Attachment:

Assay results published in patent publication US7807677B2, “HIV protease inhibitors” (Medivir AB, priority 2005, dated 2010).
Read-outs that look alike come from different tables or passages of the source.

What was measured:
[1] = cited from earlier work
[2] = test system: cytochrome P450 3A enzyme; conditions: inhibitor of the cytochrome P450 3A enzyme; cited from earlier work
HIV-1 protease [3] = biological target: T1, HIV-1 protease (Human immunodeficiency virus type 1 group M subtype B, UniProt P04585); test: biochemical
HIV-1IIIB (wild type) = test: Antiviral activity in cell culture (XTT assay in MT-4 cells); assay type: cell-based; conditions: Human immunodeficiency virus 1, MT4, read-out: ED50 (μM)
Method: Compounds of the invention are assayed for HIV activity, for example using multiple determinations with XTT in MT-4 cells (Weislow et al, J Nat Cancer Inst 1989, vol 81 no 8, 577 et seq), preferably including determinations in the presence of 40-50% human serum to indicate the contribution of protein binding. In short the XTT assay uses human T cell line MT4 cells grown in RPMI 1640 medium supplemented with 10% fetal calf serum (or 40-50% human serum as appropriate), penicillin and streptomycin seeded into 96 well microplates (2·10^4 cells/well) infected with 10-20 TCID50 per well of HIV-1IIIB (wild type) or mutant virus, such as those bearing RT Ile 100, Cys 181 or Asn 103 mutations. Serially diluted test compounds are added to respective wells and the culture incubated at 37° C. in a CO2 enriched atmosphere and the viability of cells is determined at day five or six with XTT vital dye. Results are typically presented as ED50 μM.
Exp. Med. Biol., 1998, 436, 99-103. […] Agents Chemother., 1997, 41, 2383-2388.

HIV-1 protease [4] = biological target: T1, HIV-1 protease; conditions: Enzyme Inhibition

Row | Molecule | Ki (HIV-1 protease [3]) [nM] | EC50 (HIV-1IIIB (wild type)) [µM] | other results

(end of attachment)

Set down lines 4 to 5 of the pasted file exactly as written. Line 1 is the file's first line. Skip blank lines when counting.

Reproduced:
[1] = cited from earlier work
[2] = test system: cytochrome P450 3A enzyme; conditions: inhibitor of the cytochrome P450 3A enzyme; cited from earlier work